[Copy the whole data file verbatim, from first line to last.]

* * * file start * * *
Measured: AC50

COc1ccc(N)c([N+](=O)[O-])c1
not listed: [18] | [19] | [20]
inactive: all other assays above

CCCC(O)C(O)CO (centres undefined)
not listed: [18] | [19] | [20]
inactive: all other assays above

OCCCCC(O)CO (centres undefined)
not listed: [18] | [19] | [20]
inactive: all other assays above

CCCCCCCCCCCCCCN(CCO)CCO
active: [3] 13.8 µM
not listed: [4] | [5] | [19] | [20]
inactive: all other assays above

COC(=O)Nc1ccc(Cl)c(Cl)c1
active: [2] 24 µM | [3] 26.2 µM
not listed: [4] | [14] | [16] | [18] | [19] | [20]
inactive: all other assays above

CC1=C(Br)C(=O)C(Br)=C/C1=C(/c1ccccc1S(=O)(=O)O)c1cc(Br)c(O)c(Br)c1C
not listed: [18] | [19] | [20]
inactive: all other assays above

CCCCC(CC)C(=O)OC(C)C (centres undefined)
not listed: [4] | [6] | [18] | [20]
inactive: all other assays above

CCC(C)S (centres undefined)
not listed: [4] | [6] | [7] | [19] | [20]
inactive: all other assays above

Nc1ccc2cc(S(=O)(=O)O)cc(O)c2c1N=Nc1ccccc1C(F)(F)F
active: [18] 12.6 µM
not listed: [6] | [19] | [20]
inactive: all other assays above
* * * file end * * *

Measured: AC50

COc1ccc(N)c([N+](=O)[O-])c1
not listed: [18] | [19] | [20]
inactive: all other assays above

CCCC(O)C(O)CO (centres undefined)
not listed: [18] | [19] | [20]
inactive: all other assays above

OCCCCC(O)CO (centres undefined)
not listed: [18] | [19] | [20]
inactive: all other assays above

CCCCCCCCCCCCCCN(CCO)CCO
active: [3] 13.8 µM
not listed: [4] | [5] | [19] | [20]
inactive: all other assays above

COC(=O)Nc1ccc(Cl)c(Cl)c1
active: [2] 24 µM | [3] 26.2 µM
not listed: [4] | [14] | [16] | [18] | [19] | [20]
inactive: all other assays above

CC1=C(Br)C(=O)C(Br)=C/C1=C(/c1ccccc1S(=O)(=O)O)c1cc(Br)c(O)c(Br)c1C
not listed: [18] | [19] | [20]
inactive: all other assays above

CCCCC(CC)C(=O)OC(C)C (centres undefined)
not listed: [4] | [6] | [18] | [20]
inactive: all other assays above

CCC(C)S (centres undefined)
not listed: [4] | [6] | [7] | [19] | [20]
inactive: all other assays above

Nc1ccc2cc(S(=O)(=O)O)cc(O)c2c1N=Nc1ccccc1C(F)(F)F
active: [18] 12.6 µM
not listed: [6] | [19] | [20]
inactive: all other assays above